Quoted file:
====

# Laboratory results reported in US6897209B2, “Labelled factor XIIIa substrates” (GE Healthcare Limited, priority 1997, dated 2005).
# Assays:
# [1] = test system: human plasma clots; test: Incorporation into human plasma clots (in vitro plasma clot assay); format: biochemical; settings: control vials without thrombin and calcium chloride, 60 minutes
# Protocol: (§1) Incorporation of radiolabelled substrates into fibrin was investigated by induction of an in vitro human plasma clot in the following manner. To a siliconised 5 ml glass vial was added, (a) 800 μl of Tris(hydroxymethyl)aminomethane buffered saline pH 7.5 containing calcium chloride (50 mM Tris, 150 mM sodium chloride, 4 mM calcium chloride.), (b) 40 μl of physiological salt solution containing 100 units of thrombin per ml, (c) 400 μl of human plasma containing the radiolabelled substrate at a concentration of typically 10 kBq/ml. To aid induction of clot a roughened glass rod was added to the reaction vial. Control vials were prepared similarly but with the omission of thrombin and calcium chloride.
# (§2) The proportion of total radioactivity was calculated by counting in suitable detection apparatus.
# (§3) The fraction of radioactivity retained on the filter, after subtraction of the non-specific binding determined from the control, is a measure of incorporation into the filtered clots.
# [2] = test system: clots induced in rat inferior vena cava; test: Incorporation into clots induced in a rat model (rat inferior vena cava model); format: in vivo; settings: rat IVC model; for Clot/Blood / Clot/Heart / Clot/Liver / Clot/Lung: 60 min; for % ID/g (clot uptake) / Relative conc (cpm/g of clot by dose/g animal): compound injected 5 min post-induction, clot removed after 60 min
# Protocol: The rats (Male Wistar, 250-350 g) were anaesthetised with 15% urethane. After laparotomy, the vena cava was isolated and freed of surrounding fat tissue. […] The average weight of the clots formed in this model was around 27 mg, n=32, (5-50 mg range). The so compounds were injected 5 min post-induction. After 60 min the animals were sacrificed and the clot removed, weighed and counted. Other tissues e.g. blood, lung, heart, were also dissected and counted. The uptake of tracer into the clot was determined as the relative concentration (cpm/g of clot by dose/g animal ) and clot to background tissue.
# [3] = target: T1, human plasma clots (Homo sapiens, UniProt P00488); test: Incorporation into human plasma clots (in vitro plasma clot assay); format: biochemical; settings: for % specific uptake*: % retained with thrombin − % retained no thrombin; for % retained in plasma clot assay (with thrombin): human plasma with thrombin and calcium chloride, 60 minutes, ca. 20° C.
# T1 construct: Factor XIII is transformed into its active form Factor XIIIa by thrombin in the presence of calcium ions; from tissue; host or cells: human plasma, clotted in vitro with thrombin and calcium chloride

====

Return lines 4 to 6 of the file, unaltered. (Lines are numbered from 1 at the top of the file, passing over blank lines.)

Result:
# Protocol: (§1) Incorporation of radiolabelled substrates into fibrin was investigated by induction of an in vitro human plasma clot in the following manner. To a siliconised 5 ml glass vial was added, (a) 800 μl of Tris(hydroxymethyl)aminomethane buffered saline pH 7.5 containing calcium chloride (50 mM Tris, 150 mM sodium chloride, 4 mM calcium chloride.), (b) 40 μl of physiological salt solution containing 100 units of thrombin per ml, (c) 400 μl of human plasma containing the radiolabelled substrate at a concentration of typically 10 kBq/ml. To aid induction of clot a roughened glass rod was added to the reaction vial. Control vials were prepared similarly but with the omission of thrombin and calcium chloride.
# (§2) The proportion of total radioactivity was calculated by counting in suitable detection apparatus.
# (§3) The fraction of radioactivity retained on the filter, after subtraction of the non-specific binding determined from the control, is a measure of incorporation into the filtered clots.